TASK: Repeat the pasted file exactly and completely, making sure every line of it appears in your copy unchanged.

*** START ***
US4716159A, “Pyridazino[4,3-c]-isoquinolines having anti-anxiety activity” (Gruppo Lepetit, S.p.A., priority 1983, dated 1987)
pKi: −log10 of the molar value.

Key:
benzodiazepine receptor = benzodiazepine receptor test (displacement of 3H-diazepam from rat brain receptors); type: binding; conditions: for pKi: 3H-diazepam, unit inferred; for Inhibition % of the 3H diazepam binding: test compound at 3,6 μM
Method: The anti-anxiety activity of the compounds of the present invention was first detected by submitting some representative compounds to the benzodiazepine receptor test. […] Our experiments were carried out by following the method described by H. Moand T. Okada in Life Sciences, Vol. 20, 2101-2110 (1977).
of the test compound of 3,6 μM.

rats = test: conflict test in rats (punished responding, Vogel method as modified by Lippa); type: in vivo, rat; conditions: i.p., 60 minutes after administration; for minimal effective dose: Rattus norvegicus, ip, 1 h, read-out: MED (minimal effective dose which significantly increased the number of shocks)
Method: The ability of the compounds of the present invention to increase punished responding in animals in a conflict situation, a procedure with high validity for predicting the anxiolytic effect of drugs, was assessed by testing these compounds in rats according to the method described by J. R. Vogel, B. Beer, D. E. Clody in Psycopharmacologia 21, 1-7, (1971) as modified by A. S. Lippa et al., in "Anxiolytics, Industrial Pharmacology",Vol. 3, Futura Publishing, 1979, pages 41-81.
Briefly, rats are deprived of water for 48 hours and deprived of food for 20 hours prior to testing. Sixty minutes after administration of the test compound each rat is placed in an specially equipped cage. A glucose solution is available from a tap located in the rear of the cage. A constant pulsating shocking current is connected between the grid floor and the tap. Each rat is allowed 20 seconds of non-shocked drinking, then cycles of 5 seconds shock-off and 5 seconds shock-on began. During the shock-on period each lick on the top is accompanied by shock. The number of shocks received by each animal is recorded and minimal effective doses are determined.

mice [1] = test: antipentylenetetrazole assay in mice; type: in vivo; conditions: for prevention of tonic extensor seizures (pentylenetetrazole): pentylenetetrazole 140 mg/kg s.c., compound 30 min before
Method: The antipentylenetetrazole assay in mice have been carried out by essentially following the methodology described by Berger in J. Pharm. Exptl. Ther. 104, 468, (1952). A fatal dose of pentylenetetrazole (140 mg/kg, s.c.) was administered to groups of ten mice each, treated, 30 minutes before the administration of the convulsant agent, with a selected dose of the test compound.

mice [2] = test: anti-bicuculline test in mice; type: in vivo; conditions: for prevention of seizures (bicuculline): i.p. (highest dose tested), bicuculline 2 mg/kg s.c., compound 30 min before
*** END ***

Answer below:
US4716159A, “Pyridazino[4,3-c]-isoquinolines having anti-anxiety activity” (Gruppo Lepetit, S.p.A., priority 1983, dated 1987)
pKi: −log10 of the molar value.

Key:
benzodiazepine receptor = benzodiazepine receptor test (displacement of 3H-diazepam from rat brain receptors); type: binding; conditions: for pKi: 3H-diazepam, unit inferred; for Inhibition % of the 3H diazepam binding: test compound at 3,6 μM
Method: The anti-anxiety activity of the compounds of the present invention was first detected by submitting some representative compounds to the benzodiazepine receptor test. […] Our experiments were carried out by following the method described by H. Moand T. Okada in Life Sciences, Vol. 20, 2101-2110 (1977).
of the test compound of 3,6 μM.

rats = test: conflict test in rats (punished responding, Vogel method as modified by Lippa); type: in vivo, rat; conditions: i.p., 60 minutes after administration; for minimal effective dose: Rattus norvegicus, ip, 1 h, read-out: MED (minimal effective dose which significantly increased the number of shocks)
Method: The ability of the compounds of the present invention to increase punished responding in animals in a conflict situation, a procedure with high validity for predicting the anxiolytic effect of drugs, was assessed by testing these compounds in rats according to the method described by J. R. Vogel, B. Beer, D. E. Clody in Psycopharmacologia 21, 1-7, (1971) as modified by A. S. Lippa et al., in "Anxiolytics, Industrial Pharmacology",Vol. 3, Futura Publishing, 1979, pages 41-81.
Briefly, rats are deprived of water for 48 hours and deprived of food for 20 hours prior to testing. Sixty minutes after administration of the test compound each rat is placed in an specially equipped cage. A glucose solution is available from a tap located in the rear of the cage. A constant pulsating shocking current is connected between the grid floor and the tap. Each rat is allowed 20 seconds of non-shocked drinking, then cycles of 5 seconds shock-off and 5 seconds shock-on began. During the shock-on period each lick on the top is accompanied by shock. The number of shocks received by each animal is recorded and minimal effective doses are determined.

mice [1] = test: antipentylenetetrazole assay in mice; type: in vivo; conditions: for prevention of tonic extensor seizures (pentylenetetrazole): pentylenetetrazole 140 mg/kg s.c., compound 30 min before
Method: The antipentylenetetrazole assay in mice have been carried out by essentially following the methodology described by Berger in J. Pharm. Exptl. Ther. 104, 468, (1952). A fatal dose of pentylenetetrazole (140 mg/kg, s.c.) was administered to groups of ten mice each, treated, 30 minutes before the administration of the convulsant agent, with a selected dose of the test compound.

mice [2] = test: anti-bicuculline test in mice; type: in vivo; conditions: for prevention of seizures (bicuculline): i.p. (highest dose tested), bicuculline 2 mg/kg s.c., compound 30 min before